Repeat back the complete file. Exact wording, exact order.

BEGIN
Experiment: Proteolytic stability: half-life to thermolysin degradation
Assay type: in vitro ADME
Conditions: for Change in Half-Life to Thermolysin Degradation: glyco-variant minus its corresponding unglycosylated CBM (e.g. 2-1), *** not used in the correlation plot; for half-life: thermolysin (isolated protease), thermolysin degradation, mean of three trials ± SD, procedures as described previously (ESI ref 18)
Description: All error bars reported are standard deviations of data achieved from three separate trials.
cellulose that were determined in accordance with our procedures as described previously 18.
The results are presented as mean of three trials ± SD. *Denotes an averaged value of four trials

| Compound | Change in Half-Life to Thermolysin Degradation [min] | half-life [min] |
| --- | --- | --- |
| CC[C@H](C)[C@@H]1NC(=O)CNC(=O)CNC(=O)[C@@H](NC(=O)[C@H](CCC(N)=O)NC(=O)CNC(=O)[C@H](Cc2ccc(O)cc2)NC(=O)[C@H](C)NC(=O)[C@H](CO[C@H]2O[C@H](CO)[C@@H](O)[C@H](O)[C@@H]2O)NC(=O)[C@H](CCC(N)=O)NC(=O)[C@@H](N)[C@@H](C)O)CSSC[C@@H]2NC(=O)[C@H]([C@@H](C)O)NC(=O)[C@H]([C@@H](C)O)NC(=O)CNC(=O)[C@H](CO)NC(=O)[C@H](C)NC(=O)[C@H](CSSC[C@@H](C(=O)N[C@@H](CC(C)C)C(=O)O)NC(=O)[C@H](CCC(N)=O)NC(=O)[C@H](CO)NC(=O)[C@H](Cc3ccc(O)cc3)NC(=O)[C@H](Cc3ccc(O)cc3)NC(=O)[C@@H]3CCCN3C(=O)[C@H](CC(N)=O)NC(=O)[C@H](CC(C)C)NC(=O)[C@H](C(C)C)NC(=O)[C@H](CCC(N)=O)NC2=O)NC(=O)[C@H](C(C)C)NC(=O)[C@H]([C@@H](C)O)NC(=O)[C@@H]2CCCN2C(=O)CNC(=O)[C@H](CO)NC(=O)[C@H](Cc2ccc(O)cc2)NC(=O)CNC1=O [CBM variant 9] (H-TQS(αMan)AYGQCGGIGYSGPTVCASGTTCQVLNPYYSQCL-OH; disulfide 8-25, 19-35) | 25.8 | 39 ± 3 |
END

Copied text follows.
Experiment: Proteolytic stability: half-life to thermolysin degradation
Assay type: in vitro ADME
Conditions: for Change in Half-Life to Thermolysin Degradation: glyco-variant minus its corresponding unglycosylated CBM (e.g. 2-1), *** not used in the correlation plot; for half-life: thermolysin (isolated protease), thermolysin degradation, mean of three trials ± SD, procedures as described previously (ESI ref 18)
Description: All error bars reported are standard deviations of data achieved from three separate trials.
cellulose that were determined in accordance with our procedures as described previously 18.
The results are presented as mean of three trials ± SD. *Denotes an averaged value of four trials

| Compound | Change in Half-Life to Thermolysin Degradation [min] | half-life [min] |
| --- | --- | --- |
| CC[C@H](C)[C@@H]1NC(=O)CNC(=O)CNC(=O)[C@@H](NC(=O)[C@H](CCC(N)=O)NC(=O)CNC(=O)[C@H](Cc2ccc(O)cc2)NC(=O)[C@H](C)NC(=O)[C@H](CO[C@H]2O[C@H](CO)[C@@H](O)[C@H](O)[C@@H]2O)NC(=O)[C@H](CCC(N)=O)NC(=O)[C@@H](N)[C@@H](C)O)CSSC[C@@H]2NC(=O)[C@H]([C@@H](C)O)NC(=O)[C@H]([C@@H](C)O)NC(=O)CNC(=O)[C@H](CO)NC(=O)[C@H](C)NC(=O)[C@H](CSSC[C@@H](C(=O)N[C@@H](CC(C)C)C(=O)O)NC(=O)[C@H](CCC(N)=O)NC(=O)[C@H](CO)NC(=O)[C@H](Cc3ccc(O)cc3)NC(=O)[C@H](Cc3ccc(O)cc3)NC(=O)[C@@H]3CCCN3C(=O)[C@H](CC(N)=O)NC(=O)[C@H](CC(C)C)NC(=O)[C@H](C(C)C)NC(=O)[C@H](CCC(N)=O)NC2=O)NC(=O)[C@H](C(C)C)NC(=O)[C@H]([C@@H](C)O)NC(=O)[C@@H]2CCCN2C(=O)CNC(=O)[C@H](CO)NC(=O)[C@H](Cc2ccc(O)cc2)NC(=O)CNC1=O [CBM variant 9] (H-TQS(αMan)AYGQCGGIGYSGPTVCASGTTCQVLNPYYSQCL-OH; disulfide 8-25, 19-35) | 25.8 | 39 ± 3 |